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each major defense acquisition program under the jurisdiction of such Secretary.
(2) The baseline shall include sufficient parameters to describe the cost estimate (referred to as the "Baseline Estimate" in section 2433 of this title), schedule, performance, supportability, and any other factor of such major defense acquisition program.
(b) FUNDING LIMIT.-No amount appropriated or otherwise made available to the Department of Defense for carrying out a major defense acquisition program may be obligated after the program enters engineering and manufacturing development without an approved baseline description unless such obligation is specifically approved by the Under Secretary of Defense for Acquisition and Technology.
(c) SCHEDULE.-A baseline description for a major defense acquisition program shall be prepared under this section
(1) before the program enters demonstration and valida
(2) before the program enters engineering and manufacturing development; and
(3) before the program enters production and deployment. (d) REGULATIONS.-The Secretary of Defense shall prescribe regulations governing the following:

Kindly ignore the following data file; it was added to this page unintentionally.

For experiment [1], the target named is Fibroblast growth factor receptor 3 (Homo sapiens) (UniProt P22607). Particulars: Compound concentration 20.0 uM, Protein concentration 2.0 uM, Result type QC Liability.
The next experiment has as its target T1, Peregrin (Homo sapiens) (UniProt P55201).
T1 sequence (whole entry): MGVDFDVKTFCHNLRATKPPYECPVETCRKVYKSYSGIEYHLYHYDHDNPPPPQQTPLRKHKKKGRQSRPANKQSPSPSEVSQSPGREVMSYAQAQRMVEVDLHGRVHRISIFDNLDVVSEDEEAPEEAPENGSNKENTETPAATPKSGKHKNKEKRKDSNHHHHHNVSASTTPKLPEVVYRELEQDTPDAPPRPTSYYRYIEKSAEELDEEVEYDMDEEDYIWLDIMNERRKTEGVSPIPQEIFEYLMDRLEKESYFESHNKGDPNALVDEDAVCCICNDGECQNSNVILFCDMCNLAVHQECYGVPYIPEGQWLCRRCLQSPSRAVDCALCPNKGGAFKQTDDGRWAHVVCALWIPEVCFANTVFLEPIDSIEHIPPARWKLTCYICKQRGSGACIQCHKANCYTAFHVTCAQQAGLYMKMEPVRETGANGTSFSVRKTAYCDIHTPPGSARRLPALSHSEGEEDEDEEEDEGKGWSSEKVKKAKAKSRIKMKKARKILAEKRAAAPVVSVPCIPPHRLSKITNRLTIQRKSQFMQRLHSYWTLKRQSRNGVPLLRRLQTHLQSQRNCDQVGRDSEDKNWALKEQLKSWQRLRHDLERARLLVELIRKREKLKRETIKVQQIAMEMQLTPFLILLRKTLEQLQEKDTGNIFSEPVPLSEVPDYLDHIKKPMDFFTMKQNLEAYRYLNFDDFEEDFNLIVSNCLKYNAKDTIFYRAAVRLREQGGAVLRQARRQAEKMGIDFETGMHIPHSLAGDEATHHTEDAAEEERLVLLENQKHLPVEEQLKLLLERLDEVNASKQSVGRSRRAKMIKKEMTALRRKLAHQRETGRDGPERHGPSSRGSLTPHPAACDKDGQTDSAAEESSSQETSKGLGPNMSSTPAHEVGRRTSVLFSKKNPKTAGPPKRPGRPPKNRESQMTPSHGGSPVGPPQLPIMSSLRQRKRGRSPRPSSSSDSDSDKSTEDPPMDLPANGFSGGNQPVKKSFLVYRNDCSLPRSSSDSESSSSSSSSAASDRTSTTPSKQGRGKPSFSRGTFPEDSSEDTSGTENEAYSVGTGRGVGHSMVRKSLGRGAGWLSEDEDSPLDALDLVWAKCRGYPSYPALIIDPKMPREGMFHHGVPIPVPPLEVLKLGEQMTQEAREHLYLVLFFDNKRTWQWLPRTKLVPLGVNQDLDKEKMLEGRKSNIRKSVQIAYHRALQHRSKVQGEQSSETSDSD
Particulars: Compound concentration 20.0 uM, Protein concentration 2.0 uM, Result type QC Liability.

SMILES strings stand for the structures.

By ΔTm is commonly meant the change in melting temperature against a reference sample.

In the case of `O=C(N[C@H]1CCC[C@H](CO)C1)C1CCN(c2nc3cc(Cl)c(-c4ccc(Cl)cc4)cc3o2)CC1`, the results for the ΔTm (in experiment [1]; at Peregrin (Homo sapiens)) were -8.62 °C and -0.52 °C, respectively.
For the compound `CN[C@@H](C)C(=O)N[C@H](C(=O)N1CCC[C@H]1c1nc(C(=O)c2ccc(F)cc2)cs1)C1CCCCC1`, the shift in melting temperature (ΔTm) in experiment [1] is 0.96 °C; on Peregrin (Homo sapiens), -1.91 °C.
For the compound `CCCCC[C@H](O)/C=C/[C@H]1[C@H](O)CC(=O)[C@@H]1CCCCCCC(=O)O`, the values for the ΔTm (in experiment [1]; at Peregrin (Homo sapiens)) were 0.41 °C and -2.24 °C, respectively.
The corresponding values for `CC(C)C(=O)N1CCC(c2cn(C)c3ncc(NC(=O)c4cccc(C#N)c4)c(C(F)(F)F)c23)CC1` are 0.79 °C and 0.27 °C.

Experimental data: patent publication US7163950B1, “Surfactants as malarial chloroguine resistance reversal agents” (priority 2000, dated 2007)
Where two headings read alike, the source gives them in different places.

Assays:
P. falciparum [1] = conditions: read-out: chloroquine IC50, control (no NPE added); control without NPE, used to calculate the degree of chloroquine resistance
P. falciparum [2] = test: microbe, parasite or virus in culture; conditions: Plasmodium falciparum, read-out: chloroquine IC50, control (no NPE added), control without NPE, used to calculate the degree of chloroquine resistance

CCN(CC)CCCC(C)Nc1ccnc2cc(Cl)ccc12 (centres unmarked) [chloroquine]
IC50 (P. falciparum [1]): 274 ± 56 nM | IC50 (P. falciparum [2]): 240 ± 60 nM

(1) The content of baseline descriptions under this section. (2) The submission to the Secretary of the military department concerned and the Under Secretary of Defense for Acquisition and Technology by the program manager for a program for which there is an approved baseline description under this section of reports of deviations from the baseline of the cost, schedule, performance, supportability, or any other factor of the program.
(3) Procedures for review of such deviation reports within the Department of Defense.
(4) Procedures for submission to, and approval by, the Secretary of Defense of revised baseline descriptions.
(Added by identical amendments P.L. 99-500, 99-591, 99-661, 88101(c) [8904(a)], 101(c) [§ 904(a)], 904(a), Oct. 18, Oct. 30, Nov. 14, 1986, 100 Stat. 1783-133, 3341-133, 3912, and amended P.L. 100-26, §7(bX6), April 21, 1987, 101 Stat. 280; P.L. 100-180, §803(b), Dec. 4, 1987, 101 Stat. 1125; P.L. 100-370, 81(iX1), July 19, 1988, 102 Stat. 848; P.L. 101-189, §811(b), Nov. 29, 1989, 103 Stat. 1493; P.L. 101-510, 881207(b), 1484(k)(11), Nov. 5, 1990, 104 Stat. 1665, 1719; P.L. 103-160, §904(d), Nov. 30, 1993, 107 Stat. 1728, revised in its entirety P.L. 103-355, §3005(a), Oct. 13, 1994, 108 Stat. 3330.)
[§ 2436. Repealed. P.L. 103–160, § 821(a)(5), Nov. 30, 1993, 107 Stat. 1704]
[§ 2437. Repealed. P.L. 103-160, §821(a)(5), Nov. 30, 1993, 107 Stat. 1704]
[§ 2438. Repealed. P.L. 103-355, 3006(a), Oct. 13, 1994, 108 Stat. 3331]